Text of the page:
How Creditors Gain Influence: Power and Competition in Bilateral Lending Networks

  • Bunte, J. (Contributor)
  • Brandon Kinne (Contributor)

Activity: Talk or presentationScience to science


Creditor governments use government-to-government loans to obtain influence over strategically
valuable debtors. However, identifying strategically valuable recipients goes beyond observable
factors such as geographic location or resource endowment. We argue that much of a govern-
ment’s value is subjectively defined by the assessments of other governments. Creditors take
cues from the lending practices of others in that a government’s popularity as a loan recipient
reveals other creditors’ assessments of that government’s political value. However, when ob-
serving competitor creditors making loans, governments could either engage them by providing
new loans to re-gain lost influence over the recipient; alternatively, they could also re-focus
their lending activities to debtors who are not yet under the influence of their enemies. We
subsequently derive empirically observable network effects and use inferential network models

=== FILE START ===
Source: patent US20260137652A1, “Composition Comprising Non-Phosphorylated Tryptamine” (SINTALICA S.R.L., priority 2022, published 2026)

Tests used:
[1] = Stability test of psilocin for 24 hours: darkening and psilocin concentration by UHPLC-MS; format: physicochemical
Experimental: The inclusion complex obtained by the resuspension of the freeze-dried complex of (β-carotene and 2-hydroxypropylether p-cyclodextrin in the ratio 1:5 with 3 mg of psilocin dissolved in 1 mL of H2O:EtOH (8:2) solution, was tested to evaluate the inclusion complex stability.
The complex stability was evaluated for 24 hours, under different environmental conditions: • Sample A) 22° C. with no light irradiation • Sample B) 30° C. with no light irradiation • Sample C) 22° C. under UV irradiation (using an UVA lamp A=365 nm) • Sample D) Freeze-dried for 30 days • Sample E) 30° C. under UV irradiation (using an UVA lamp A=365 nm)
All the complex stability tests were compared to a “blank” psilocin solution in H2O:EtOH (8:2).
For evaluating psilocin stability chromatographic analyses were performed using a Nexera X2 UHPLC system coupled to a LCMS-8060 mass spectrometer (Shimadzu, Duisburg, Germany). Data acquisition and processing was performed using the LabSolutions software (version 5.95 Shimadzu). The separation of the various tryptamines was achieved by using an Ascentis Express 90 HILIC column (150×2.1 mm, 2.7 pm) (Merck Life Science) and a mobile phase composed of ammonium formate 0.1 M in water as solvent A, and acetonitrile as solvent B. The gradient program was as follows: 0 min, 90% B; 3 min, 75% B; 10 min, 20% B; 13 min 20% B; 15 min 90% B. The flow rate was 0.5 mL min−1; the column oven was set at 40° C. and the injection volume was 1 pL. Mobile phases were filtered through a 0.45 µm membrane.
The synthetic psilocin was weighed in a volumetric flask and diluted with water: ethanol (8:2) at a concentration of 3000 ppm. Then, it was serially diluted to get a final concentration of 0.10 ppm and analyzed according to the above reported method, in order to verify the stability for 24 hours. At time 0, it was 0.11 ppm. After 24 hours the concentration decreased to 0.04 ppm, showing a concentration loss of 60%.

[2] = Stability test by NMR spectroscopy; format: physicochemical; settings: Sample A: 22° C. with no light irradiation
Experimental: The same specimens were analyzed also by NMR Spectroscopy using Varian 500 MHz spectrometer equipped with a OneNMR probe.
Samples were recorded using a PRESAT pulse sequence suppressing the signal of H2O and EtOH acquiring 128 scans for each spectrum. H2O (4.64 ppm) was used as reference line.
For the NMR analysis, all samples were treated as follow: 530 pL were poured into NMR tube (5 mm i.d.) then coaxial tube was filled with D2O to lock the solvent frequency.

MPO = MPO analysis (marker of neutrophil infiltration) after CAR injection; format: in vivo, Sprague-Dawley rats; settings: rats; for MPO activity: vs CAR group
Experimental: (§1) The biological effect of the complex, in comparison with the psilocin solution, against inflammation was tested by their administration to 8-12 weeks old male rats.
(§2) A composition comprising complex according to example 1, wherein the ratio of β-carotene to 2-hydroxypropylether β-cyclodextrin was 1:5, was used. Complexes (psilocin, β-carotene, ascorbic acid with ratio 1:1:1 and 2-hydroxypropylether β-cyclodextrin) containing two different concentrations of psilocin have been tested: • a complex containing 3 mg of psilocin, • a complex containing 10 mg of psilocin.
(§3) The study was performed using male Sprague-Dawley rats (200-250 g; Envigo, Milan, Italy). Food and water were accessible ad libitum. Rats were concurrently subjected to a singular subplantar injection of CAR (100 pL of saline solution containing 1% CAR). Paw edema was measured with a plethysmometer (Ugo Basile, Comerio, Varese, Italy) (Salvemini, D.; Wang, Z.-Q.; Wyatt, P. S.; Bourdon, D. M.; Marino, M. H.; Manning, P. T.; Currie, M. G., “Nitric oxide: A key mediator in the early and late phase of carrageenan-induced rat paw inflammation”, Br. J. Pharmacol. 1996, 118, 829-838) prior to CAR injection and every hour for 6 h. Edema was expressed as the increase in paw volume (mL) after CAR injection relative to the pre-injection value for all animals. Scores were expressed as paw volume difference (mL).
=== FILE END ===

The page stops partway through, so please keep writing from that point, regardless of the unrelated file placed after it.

to operationalize these implications. We find strong support that governments’ perception of re-
cipients’ strategic value depends on the behavior of others. Further, our analysis provide strong
evidence that creditors choose to specialize, rather than engage, in the face of direct financial
competition with competitor creditors. The analysis shows that interdependence is not merely
a statistical nuisance that must be controlled but is instead a driving force behind governments’
efforts to exercise political and financial influence. In fact, incorporating the strategic inter-
dependence in statistical models dramatically improves our ability to predict when and with
whom governments create new loans.
Period22 Oct 202123 Oct 2021
Event titleAnnual Meeting of the International Political Economy Society
Event typeConference
LocationBoulder, United States, ColoradoShow on map
Degree of RecognitionInternational

Austrian Classification of Fields of Science and Technology (ÖFOS)

  • 502027 Political economy